Parks and gardens: Resident involvement, right down to having children select the playground equipment, was a key component in arranging $1.4 million worth of improvements to Father Tucker Park and the parks at Fourth and Rodney streets and on Connell Street.

“There was a lot of deviant behavior, and kids stopped coming,” Davis says of the park at Fourth and Rodney. “The city wanted to take out the equipment and fence it up, but that didn’t get a good response.” Since the upgrades have been completed, park usage has soared and drug-dealing and other negative activities have been minimal, she says.

In the Tilton Park area, civic leader Rob Pfeiffer oversees the nearly 60 community garden plots at the old Rodney Reservoir. But he takes greater pride in some of the work he’s done outside his own neighborhood, helping residents develop community garden plots in open spaces on Delamore Place at Second and Fourth streets. Last summer, he says, neighborhood kids helped assemble the frames for raised garden beds and helped spread fresh soil and compost.

In the works for West Side Grows are improvements to Cool Spring Park and Tilton Park, a place where Pfeiffer likes to “crank up the barbecue” and grill burgers and hot dogs for youngsters in the neighborhood. “You’ve got to give the kids some love,” he says.

Youth opportunities: In the fall of 2013, as West Side Grows was getting started, leaders at the area’s three community centers—West End, Hilltop and the LACC—contacted the Delaware office of Teach For America, hoping to locate teachers to work with children on their homework in their after school programs. That didn’t work out, but TFA Manager Catherine Lindroth followed up on those calls to create a program called the Summer Learning Collaborative that now operates at those sites, at other centers around the city and throughout the state—more than 20 locations overall. The program has received national recognition for its progress in reducing summer learning loss among low-income children.

Also with support from West Side Grows, the Mother African Union Church established an after-school program called Ujima, derived from the Swahili word for collective work and responsibility, and a seven-week summer reading program called Freedom School, based on a curriculum created by the Children’s Defense Fund. Freedom School serves more than 100 students a year, in kindergarten through high school, providing them with a free book to read every week.

“We teach the joy and fun of reading,” says the Rev. Lawrence Livingston, the church’s pastor. Also integrated into the program are anti-bullying and anti-drug messaging, and sessions focusing on music, dance and the arts.

“For many children, these are the first books they ever had,” Livingston says. And, after pre-testing and post-testing participants, he says that some youngsters gained as much as 24 months of reading proficiency over seven weeks last summer.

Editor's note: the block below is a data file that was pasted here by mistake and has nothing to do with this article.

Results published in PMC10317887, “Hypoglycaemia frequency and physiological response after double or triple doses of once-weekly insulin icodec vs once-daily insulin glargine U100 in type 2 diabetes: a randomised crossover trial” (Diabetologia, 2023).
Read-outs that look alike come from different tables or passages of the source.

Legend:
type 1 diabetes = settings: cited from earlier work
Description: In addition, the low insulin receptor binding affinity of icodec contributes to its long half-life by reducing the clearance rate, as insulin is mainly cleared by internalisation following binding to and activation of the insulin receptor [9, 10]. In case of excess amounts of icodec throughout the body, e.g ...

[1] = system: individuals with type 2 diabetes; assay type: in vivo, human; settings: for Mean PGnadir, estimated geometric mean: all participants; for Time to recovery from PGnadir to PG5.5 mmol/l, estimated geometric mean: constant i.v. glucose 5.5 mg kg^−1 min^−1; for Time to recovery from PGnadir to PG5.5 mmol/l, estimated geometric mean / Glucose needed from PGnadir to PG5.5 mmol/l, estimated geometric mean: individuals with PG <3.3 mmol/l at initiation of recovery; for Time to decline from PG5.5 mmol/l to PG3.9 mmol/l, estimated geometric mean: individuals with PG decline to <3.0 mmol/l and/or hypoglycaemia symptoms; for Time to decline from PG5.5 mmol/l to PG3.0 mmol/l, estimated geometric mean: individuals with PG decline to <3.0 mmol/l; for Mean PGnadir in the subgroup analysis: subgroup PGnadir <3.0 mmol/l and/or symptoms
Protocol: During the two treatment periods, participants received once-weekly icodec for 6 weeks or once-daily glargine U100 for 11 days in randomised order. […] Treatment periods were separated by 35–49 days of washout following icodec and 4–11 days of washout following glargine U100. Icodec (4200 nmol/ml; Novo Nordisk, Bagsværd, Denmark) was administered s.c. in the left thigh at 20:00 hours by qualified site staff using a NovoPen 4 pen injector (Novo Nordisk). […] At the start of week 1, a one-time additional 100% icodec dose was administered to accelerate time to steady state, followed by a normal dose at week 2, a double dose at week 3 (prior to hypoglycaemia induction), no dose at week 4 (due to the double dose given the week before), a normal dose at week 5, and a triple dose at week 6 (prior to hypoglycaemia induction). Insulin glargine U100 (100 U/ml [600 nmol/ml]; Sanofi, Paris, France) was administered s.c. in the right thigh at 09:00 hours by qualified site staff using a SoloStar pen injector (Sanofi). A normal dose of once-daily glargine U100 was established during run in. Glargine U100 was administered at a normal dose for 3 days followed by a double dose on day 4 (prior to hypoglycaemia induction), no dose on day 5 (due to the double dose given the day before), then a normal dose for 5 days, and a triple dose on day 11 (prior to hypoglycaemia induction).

Crime prevention: Initiatives in the other four areas have created what Lester calls “crime prevention through environmental design.” In other words, improving lighting, adding security cameras, making businesses and parks more attractive and giving youths more positive outlets for their energy all contribute to putting more eyes on the street, making the neighborhoods less tolerant of criminal activity. 

Painted electrical box on corner of Fourth & Union streets. Artwork by Food Stamp. Photo Jim Coarse

Capt. Wilfredo Campos, who directs patrols throughout the city’s West Side, grew up in the neighborhood and has seen its impact. He quickly points to the park at Fourth and Rodney as a great example. “It’s a point of pride,” he says. “It used to be a place to hang out. Now, once the community sees the investment, they want to keep it clean.”

From 2017 to 2018, he says that what the FBI classifies as “Part One Crimes”—murder, rape, assault, robbery, burglary and theft—dropped by 7 percent within West Side Grows territory. The number of shootings dropped by 69 percent – from 16 to 5—and the number of shooting victims fell from 19 to 5.

He attributes much of the overall crime drop to the park improvements, the addition of security cameras and the growing trust between residents and police, who are now spending less time in patrol cars and more on foot, getting to know the people in the neighborhood.

Campos makes it a point to attend community meetings, usually bringing his patrol officers with him, and doesn’t hesitate to give residents his phone number and email address.

Moving forward, West Side Grows Together has much more to do. In addition to focusing on Fourth Street, plus the improvements at Tilton and Cool Spring Parks, Lester says the group will be watching the state’s plans for modernizing Interstate 95—trying to ensure that however that massive project turns out, the West Side’s interests will be considered.

That’s a challenge, she admits, but it’s a lot easier when dozens of organizations and more than 12,000 residents share the same focus.

“We’ve got some muscle now,” Calistro says. “If you can’t fill the room, you’re not going to be heard.”